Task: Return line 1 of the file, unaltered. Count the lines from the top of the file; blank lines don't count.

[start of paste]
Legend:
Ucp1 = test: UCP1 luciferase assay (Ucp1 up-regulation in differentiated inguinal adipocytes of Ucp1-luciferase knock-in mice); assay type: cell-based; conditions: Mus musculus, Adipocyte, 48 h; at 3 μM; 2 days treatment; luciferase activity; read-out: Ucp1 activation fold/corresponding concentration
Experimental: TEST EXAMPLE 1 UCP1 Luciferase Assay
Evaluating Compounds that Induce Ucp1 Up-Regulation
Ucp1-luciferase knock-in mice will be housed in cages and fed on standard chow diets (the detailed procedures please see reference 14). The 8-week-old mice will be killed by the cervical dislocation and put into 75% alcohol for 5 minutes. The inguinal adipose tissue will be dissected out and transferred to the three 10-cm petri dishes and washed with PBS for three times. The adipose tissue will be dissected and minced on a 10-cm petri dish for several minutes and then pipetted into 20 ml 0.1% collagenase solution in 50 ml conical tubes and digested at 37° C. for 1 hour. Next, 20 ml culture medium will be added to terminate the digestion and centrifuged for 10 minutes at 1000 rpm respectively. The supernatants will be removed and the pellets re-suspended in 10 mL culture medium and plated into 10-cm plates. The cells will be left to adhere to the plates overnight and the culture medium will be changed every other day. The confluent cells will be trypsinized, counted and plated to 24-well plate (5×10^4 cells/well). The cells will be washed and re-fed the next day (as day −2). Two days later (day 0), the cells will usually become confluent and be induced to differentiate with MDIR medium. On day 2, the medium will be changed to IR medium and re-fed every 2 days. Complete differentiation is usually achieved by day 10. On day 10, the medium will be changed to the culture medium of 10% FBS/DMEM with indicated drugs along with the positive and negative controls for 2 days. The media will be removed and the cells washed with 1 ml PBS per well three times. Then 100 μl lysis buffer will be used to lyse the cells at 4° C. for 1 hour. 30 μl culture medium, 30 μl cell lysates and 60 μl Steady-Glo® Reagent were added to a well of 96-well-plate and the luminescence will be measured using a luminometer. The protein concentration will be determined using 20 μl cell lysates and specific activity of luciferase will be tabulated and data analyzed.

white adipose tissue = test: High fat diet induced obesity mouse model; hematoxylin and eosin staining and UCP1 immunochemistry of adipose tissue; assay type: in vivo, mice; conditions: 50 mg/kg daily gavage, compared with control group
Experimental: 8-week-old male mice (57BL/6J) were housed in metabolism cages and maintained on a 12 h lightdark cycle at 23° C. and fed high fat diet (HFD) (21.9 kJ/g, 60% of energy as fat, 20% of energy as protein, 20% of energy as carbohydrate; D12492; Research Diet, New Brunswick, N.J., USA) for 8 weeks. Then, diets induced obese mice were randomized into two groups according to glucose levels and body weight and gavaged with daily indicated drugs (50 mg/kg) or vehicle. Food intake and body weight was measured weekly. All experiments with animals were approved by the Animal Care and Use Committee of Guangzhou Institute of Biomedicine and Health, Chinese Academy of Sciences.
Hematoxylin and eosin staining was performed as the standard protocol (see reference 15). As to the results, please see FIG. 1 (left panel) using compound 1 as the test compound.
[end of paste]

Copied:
Legend: